Despite the song, there are a range of things I’d like for Christmas, which aren’t my two front teeth (which, thankfully I still have – despite some very fast balls at the batting crease). Near the top of my wish list for Santa – or Justine Greening in this case – is a genuine chance to engage with pupils at schools and show the opportunities available in technical and vocational pathways.
So when the Government’s new Careers Strategy was launched recently, alongside new guidance from the Department for Education which demands schools allow access to FE providers, it was almost as if Christmas had come early for the sector. This means that come the New Year, all local authority maintained schools and academies are compelled to ensure that technical education and training providers are given access and the opportunity to speak to pupils about apprenticeships, while the Careers Strategy compels schools – and indeed colleges – to develop their own careers advice provision.
Why does all of this matter? Because schools can be resistant to promoting the merits of technical education or the opportunities offered through apprenticeships, meaning that often, pupils who would be perfectly suited to a vocational qualification miss out on the option because they’re unaware of its existence. There is, after all, a financial imperative to retaining a pupil for many schools which can lead to vested interests, and a closed shop. That kind of thing does nothing to open up opportunity for our young people, and those who require an education which will give them the skills they need to join our workforce.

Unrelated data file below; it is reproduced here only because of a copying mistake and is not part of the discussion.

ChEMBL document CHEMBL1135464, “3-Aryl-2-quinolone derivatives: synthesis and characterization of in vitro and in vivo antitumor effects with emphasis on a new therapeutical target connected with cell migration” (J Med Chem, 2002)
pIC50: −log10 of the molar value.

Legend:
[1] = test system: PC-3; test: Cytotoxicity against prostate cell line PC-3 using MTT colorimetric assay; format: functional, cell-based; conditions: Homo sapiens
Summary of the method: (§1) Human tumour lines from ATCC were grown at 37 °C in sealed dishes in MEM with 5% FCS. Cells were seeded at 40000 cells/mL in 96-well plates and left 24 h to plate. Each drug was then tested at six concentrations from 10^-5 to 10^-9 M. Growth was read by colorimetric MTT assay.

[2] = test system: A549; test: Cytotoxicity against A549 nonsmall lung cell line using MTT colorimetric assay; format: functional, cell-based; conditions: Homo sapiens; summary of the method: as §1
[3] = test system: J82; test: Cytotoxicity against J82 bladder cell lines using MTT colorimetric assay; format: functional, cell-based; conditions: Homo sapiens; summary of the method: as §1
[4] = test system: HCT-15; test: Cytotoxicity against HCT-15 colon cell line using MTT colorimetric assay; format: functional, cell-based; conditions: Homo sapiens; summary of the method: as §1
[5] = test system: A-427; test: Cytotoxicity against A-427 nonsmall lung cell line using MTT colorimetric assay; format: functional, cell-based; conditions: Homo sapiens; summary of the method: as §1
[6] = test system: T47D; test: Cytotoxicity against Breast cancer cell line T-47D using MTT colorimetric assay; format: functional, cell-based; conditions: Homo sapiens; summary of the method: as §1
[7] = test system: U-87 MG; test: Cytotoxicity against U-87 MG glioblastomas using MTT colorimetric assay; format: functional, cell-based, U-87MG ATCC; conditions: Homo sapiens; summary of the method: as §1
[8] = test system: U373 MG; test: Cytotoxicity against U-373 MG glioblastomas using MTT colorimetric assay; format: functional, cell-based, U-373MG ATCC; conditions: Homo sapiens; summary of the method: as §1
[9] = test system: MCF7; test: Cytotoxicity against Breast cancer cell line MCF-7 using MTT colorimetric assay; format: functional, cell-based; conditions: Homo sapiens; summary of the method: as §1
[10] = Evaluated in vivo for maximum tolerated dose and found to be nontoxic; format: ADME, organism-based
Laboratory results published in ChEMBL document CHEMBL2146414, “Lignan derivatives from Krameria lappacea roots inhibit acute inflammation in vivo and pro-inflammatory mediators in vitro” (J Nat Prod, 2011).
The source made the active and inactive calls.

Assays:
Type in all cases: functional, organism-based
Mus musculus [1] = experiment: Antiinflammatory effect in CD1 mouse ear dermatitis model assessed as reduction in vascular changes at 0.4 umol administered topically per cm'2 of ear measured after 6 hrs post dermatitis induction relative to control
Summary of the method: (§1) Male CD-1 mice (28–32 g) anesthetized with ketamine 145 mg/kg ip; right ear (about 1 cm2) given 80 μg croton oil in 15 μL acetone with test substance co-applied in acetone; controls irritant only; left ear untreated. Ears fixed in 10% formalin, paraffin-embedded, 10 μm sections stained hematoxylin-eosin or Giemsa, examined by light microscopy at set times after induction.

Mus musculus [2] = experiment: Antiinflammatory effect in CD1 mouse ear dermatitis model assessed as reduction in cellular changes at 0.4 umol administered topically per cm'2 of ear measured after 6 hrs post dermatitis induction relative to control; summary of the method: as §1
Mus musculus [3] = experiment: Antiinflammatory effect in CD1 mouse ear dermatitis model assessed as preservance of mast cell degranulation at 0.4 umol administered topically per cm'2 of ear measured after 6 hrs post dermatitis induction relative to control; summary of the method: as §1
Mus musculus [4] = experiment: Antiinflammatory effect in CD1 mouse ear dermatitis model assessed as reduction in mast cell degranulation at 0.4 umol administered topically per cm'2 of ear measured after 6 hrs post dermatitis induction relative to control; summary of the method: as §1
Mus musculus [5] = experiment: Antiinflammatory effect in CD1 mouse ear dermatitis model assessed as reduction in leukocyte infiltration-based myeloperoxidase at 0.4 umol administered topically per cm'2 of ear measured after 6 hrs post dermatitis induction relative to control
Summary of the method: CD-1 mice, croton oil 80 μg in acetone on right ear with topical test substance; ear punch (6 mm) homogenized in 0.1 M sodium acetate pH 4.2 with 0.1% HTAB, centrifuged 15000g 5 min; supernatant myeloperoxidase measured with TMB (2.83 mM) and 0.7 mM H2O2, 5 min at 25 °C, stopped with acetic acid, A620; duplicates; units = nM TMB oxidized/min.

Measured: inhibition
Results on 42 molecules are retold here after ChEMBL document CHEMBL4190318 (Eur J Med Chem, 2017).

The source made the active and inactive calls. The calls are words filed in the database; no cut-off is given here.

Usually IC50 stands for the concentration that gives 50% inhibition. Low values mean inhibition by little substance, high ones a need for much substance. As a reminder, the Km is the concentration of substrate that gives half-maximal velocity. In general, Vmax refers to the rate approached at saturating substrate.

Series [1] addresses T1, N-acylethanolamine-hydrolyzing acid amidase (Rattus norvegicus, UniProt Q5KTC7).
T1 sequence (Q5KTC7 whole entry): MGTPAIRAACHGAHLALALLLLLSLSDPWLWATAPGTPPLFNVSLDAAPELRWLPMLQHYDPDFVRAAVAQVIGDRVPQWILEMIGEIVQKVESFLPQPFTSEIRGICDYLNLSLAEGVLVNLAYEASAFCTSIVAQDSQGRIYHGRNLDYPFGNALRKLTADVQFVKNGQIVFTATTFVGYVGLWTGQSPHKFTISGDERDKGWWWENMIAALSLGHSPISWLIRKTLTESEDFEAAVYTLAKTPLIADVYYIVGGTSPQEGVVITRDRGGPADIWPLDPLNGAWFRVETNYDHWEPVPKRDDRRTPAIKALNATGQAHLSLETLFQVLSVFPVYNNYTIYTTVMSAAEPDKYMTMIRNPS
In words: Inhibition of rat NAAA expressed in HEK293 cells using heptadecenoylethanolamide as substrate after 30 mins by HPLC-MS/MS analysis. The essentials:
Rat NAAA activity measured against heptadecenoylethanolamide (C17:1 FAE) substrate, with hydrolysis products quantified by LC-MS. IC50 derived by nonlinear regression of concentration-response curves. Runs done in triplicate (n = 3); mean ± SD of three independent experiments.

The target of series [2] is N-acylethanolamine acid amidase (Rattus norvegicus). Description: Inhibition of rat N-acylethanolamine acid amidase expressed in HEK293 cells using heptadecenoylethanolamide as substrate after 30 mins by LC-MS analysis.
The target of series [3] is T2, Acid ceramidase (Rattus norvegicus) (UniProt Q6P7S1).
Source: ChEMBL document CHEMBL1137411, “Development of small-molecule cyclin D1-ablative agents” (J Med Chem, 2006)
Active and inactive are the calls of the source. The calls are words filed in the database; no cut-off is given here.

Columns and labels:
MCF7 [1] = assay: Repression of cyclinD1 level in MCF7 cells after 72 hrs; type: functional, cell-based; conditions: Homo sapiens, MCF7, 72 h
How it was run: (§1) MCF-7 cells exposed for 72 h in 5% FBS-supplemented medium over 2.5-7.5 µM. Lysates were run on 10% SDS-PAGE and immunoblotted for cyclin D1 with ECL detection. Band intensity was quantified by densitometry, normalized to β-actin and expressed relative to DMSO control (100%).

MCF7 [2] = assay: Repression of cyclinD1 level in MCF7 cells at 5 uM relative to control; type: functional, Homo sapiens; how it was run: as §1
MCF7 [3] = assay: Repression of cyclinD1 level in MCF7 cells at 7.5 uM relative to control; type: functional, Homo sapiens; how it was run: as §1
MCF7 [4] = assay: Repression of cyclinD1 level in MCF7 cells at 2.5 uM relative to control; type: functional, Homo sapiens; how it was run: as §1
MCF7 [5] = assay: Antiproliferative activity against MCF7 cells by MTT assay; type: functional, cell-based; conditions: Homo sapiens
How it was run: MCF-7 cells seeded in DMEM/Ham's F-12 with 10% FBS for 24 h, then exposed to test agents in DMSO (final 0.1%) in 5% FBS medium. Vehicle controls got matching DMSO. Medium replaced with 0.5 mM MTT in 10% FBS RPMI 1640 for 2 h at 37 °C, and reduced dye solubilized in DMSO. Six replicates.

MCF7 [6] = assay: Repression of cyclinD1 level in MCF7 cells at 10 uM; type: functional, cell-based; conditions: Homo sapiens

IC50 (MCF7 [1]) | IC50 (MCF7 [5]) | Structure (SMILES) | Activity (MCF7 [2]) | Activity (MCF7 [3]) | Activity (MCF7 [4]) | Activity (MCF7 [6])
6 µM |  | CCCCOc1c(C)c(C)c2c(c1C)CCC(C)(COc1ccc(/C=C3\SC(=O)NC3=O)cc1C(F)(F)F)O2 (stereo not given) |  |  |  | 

So what’s the possible New Year headache? Well, when the clock strikes 12.01am on 2 January, and schools are supposed to have a policy statement which outlines how we, as an FE provider, can engage with their pupils, will they? Will there actually be that policy statement, and more than this, will there be any greater engagement? The old saying goes that you can lead a horse to water, but you cannot make it drink; that may well relate heavily to this new guidance, and wider strategy. I would hope that schools across the nation do suddenly open up access, and give guidance to their pupils on technical pathways, but – and call me a cynic if you will – I won’t be holding my breath on this front.
With that said, I can quite clearly state that if Government does, this time, manage to change things and improve access, opening up opportunities, this Christmas will have been one of the best for our sector in a number of years. And with the recently launched Social Mobility strategy, it may lead to significantly improved outcomes for many within our society.